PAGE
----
Last weekend Wayne Swan announced a new permanent guarantee of bank deposits up to $250,000 under the Financial Claims Scheme (FCS). The existing scheme, introduced during the financial turmoil of October 2008, guarantees bank deposits up to $1million, and will expire when the new scheme takes over on 1 February 2012.
We now, in theory, have a permanent protection against an It’s a Wonderful Life-style bank run.
This new Australian scheme appears to be a very close replica of the deposit guarantee operating under the US Federal Deposit Insurance Corporation (FDIC). I say this because the FDIC insures deposits up to the magic number of $250,000 (after increasing the limit from $100,000 in 2008).
But there is one main difference. The new Australian FCS will be funded from general government revenue. In the US, the FDIC is funded by premiums paid by banks for the insurance it provides. Our new scheme appears to embed a great deal more moral hazard on the part of banks than the US scheme.
It is interesting to note is that during the financial crisis of 2008, the FDIC itself was getting low on funds. It also needed to broaden its insurance coverage substantially during the crisis.
You see the problem here is that the FDIC raised money to covers losses by charging banks a premium – just like any insurer. But they themselves need to do something with that money to earn interest and avoid erosion of the value of the pool of insurance funds.
So perhaps they could put the money needed to insure banks in… a bank?
The reality is that this insurance funding pool needs a safe haven, and that probably comes in some form of US government debt. In any case, the FDIC’s pool of insurance funds itself needs some form of government guarantee.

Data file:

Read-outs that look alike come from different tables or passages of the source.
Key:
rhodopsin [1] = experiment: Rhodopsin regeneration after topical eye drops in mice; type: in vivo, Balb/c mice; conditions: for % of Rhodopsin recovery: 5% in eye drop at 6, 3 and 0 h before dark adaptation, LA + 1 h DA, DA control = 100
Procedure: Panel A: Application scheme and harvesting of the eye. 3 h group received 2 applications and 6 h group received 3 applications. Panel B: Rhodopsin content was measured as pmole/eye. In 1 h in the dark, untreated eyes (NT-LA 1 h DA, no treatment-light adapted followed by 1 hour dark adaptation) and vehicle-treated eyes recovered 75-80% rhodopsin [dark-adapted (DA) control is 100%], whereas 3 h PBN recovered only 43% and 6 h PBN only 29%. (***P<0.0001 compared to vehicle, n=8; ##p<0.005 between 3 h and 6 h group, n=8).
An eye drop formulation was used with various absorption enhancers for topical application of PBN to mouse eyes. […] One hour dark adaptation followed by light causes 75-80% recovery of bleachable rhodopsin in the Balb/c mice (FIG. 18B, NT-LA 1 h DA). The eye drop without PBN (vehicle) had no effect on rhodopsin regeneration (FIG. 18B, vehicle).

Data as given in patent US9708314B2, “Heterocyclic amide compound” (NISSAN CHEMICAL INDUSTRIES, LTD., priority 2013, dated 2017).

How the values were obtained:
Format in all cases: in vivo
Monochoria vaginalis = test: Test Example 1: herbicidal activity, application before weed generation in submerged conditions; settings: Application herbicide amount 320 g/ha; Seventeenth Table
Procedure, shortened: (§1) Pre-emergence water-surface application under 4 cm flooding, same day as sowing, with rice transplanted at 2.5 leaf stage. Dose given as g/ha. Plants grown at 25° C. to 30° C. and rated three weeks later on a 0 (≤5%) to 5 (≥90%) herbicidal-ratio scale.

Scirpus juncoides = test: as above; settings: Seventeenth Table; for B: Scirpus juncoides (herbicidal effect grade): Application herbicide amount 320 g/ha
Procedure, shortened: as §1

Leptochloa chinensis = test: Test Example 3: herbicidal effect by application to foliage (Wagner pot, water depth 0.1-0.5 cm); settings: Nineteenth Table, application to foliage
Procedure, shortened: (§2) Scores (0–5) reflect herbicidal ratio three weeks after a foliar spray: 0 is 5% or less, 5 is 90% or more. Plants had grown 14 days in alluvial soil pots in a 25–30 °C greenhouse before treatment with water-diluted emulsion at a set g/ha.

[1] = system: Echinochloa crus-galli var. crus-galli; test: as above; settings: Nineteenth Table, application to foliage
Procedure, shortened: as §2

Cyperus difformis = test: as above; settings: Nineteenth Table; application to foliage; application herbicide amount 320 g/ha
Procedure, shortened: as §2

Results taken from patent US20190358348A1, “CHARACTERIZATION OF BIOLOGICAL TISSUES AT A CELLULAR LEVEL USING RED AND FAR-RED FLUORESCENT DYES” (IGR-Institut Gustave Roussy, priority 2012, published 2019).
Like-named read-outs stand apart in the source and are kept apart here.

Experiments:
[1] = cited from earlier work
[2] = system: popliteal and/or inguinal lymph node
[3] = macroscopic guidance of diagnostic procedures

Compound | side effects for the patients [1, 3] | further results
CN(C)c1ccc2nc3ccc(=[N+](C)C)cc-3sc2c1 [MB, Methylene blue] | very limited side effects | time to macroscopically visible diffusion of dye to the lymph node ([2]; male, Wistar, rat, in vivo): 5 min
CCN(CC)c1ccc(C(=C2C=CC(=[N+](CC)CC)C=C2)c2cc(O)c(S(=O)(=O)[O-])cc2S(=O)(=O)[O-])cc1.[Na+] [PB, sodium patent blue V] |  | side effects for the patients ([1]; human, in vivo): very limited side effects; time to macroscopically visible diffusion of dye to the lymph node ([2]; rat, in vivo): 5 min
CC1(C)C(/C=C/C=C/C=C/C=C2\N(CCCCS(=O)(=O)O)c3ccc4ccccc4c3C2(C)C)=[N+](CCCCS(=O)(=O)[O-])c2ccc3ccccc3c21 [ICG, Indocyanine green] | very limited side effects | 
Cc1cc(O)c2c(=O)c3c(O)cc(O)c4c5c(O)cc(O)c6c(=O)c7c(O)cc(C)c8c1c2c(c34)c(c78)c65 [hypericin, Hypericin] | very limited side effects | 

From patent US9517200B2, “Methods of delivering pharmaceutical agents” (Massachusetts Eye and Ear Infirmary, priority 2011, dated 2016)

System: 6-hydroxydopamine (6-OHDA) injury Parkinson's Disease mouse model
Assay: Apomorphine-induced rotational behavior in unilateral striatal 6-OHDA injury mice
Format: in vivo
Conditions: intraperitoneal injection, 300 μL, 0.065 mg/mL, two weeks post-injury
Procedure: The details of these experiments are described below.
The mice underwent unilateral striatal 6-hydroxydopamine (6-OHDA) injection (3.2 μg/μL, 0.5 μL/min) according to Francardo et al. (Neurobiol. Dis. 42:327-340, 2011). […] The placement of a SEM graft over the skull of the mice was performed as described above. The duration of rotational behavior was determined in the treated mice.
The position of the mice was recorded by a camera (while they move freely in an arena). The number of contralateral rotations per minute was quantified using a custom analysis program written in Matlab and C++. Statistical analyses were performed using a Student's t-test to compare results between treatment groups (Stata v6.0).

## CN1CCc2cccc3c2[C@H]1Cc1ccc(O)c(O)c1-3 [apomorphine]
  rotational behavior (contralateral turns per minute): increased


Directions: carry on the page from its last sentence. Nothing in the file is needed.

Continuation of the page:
Why then are Australian banks are being offered free insurance by the taxpayer?
The answer is that they aren’t, technically. The new Australian scheme requires the government to pay guaranteed deposit holders upfront. But it also has a provision that allows the government to apply a levy on banks to make up any shortfall should money for guaranteed deposits not be available in the process of winding-up the failed bank. It a strange type of insurance where the failure of one bank triggers the other banks to pay a premium to cover the insurance claim of the failed bank. It is still a major moral hazard for each bank individually, with risks being shared with surviving banks. Assuming there are surviving banks in a time of such financial upheaval and that the government is willing to force them to pay an insurance levy.
While the scheme appears a little odd when we think in these terms, when analysing its effect we need to keep in mind that it is primarily a public relations exercise. The government was always going to guarantee deposits in some form whether it was formally enshrined in legislation or not. By placing this $250,000 limit now, and providing the ability to levy surviving banks to recover the costs, it actually allows them to reduce the obligation they might otherwise, politically, have had.